Marijuana Criminal Or President?


By Tony Aroma
Sometimes I just don’t understand how politics in this country works.
According to our Constitution, a president can be removed from office upon conviction of “treason, bribery, or other high crimes and misdemeanors.” Yet admitting to having committed such a crime does not prevent one from being elected president. I guess the important distinction is whether or not you are convicted. That is, caught.
You see our current and previous two presidents have (more or less) admitted to committing one or more crimes prior to their election. They were never convicted (as far as we know), but still.  Do we really want a president in office that is an admitted criminal?
Apparently, the answer is “yes.”

The crime of which I speak is the possession and use of a controlled substance. Depending on the location and the circumstances, our future presidents’ offenses could have been civil infractions, misdemeanors, or even felonies. If a president committed such a crime in office, it
would certainly be grounds for impeachment — at least according to the Constitution. But in reality, no one takes these crimes very seriously. Except, of course, for law enforcement officials and those who are caught and convicted and must live with a criminal record for
the rest of their lives.

Oh My Weed

So I can’t help but ask, what kind of message is this sending to our children?
You can ignore, disregard, violate, and even flout the laws regarding recreational drugs, and as long as you don’t get caught you can become president.  Get caught, though, and you are screwed.
Maybe it’s just me, but this seems like a bit of a mixed message: Drugs are bad. If you use them and get caught, you are branded for life as a criminal. But if you use them and don’t get caught, then it’s really not so bad.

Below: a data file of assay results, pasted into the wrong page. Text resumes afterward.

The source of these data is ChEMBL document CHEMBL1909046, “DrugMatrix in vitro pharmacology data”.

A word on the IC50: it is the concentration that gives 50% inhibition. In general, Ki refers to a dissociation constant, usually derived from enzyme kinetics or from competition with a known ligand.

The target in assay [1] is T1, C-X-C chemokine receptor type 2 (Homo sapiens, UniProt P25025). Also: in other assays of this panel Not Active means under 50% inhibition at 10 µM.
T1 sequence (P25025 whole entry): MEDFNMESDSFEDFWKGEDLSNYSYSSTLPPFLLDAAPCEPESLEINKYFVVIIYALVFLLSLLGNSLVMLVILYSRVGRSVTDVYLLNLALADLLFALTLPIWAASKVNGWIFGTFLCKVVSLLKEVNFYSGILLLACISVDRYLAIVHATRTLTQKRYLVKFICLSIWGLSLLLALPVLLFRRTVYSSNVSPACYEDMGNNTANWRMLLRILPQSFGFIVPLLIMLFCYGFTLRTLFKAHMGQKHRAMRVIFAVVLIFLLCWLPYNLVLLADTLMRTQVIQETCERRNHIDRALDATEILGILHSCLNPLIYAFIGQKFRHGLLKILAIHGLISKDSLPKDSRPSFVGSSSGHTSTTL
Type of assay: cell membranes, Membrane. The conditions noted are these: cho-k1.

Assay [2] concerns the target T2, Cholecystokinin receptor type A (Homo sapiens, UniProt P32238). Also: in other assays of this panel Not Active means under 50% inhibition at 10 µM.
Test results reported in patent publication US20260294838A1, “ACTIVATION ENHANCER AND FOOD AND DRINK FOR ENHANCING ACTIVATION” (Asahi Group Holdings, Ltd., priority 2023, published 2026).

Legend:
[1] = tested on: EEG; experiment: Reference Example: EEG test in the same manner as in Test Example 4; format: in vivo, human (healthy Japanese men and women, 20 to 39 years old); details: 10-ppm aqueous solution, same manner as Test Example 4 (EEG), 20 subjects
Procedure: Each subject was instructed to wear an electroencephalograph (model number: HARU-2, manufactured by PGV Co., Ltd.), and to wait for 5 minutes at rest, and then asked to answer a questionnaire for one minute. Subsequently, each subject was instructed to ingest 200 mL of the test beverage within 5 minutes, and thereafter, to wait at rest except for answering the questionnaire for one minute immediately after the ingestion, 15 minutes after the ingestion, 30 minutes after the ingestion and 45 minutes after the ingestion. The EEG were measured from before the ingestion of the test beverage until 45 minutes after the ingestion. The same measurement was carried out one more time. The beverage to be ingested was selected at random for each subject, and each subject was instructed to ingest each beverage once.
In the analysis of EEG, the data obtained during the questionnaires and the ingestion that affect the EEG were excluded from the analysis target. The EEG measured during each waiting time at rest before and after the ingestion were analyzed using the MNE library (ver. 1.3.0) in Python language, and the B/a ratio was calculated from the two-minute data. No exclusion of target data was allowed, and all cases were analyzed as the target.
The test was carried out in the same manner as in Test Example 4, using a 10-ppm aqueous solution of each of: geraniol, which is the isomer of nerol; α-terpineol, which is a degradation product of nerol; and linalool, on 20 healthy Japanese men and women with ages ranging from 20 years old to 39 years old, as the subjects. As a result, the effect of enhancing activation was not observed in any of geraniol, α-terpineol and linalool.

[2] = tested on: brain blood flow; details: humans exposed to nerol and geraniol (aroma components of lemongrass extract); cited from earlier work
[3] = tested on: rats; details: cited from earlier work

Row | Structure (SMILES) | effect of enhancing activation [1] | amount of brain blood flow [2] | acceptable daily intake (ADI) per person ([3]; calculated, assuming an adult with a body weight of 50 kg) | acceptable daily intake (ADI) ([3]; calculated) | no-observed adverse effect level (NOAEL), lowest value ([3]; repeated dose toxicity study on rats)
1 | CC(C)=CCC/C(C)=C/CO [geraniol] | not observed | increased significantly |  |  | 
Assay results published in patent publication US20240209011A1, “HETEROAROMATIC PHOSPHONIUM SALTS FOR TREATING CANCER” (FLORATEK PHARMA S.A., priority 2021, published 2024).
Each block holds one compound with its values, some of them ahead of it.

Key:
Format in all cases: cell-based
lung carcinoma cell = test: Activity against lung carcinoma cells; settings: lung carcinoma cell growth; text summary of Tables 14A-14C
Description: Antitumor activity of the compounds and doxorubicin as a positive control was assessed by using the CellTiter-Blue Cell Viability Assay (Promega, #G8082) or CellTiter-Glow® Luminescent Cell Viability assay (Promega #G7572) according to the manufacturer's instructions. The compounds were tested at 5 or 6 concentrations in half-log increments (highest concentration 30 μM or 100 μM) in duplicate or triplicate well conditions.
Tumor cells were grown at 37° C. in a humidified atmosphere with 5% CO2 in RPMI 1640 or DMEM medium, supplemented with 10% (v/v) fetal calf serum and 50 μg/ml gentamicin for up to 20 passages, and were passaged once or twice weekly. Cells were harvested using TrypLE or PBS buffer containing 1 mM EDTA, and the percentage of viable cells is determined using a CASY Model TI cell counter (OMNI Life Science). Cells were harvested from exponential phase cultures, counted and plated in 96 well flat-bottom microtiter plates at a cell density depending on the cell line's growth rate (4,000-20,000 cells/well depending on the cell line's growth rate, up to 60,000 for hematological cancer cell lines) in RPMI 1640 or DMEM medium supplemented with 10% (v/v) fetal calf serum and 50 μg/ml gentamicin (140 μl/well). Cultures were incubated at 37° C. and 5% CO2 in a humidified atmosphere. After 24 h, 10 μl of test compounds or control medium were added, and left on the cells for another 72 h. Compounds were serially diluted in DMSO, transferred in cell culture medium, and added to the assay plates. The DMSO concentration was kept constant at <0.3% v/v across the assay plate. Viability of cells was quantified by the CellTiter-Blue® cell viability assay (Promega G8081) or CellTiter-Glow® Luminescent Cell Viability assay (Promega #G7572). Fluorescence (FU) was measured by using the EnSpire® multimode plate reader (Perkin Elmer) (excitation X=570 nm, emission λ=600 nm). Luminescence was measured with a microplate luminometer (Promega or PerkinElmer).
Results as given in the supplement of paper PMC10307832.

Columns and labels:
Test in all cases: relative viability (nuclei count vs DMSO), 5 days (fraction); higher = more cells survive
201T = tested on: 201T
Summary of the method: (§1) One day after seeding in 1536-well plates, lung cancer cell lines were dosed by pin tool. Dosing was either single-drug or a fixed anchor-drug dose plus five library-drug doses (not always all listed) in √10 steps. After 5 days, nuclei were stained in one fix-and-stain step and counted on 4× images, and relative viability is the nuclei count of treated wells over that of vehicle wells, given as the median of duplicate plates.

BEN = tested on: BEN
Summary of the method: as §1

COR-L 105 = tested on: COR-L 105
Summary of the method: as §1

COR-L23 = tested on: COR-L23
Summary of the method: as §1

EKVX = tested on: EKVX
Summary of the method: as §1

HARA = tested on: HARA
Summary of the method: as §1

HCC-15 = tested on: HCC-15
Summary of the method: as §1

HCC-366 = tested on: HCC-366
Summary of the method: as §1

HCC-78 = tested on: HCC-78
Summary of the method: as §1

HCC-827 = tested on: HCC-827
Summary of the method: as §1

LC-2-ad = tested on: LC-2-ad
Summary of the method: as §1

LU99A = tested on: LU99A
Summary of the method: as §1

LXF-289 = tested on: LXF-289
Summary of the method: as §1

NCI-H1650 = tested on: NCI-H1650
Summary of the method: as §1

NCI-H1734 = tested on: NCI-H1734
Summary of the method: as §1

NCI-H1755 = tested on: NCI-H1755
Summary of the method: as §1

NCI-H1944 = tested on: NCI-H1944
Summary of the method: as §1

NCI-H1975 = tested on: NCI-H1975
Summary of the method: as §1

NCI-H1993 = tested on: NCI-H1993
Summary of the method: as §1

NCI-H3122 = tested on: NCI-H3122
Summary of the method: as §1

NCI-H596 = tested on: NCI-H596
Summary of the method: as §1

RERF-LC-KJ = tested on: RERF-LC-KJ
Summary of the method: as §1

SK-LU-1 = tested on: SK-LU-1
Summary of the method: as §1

Sounds to me like they are telling us that the actual ingestion of certain drugs isn’t what’s bad.  It’s doing it in violation of the law that’s the bad part. So that must be the message:  Drugs are OK, breaking the law is not OK. So, why is it again that we have a law that makes these drugs illegal if they’re really OK?
Now don’t get me wrong. I’m not suggesting that anyone should be denied a career in public service just because they admitted to committing this particular crime. What I’m suggesting is that our government make up its mind.
Is possession of a controlled substance a serious crime? It would look that way since hundreds of thousands of people in this country are in jail for it. Yet when a presidential candidate admits to committing this crime, it’s barely a blip on the media’s radar.
That suggests to me that, to the public anyway, this crime is about as serious as driving without a seatbelt. So which is it: serious crime or barely worth mentioning?
But then again, maybe the government isn’t as confused as their message would make them appear. Maybe this mixed message is intentional. That crafty government of ours. Could it be a sort of, well, “weeding-out” process?  A way to thin the herd? 
Only those smart enough to elude law enforcement and commit the perfect crime can go on to
become president. They would certainly prove that they have what it takes to lead this country.
I guess the same would apply if you get caught but have the connections necessary to make it appear that you didn’t. That would be another way to pass the test and prove that you are presidential material.
On the other hand, if you’re so dumb that you do get caught and don’t have what it takes to make your criminal record go away, then you don’t even deserve to go to college or live
in public housing, let alone be president. Your future lies in the retail or service industries.
Now that I think about it, that really is the only sensible explanation. Once again, message received, loud and clear. And understood.
Editor’s note: Tony Aroma is just an average Joe trying to understand the insanity that is the American War On Drugs.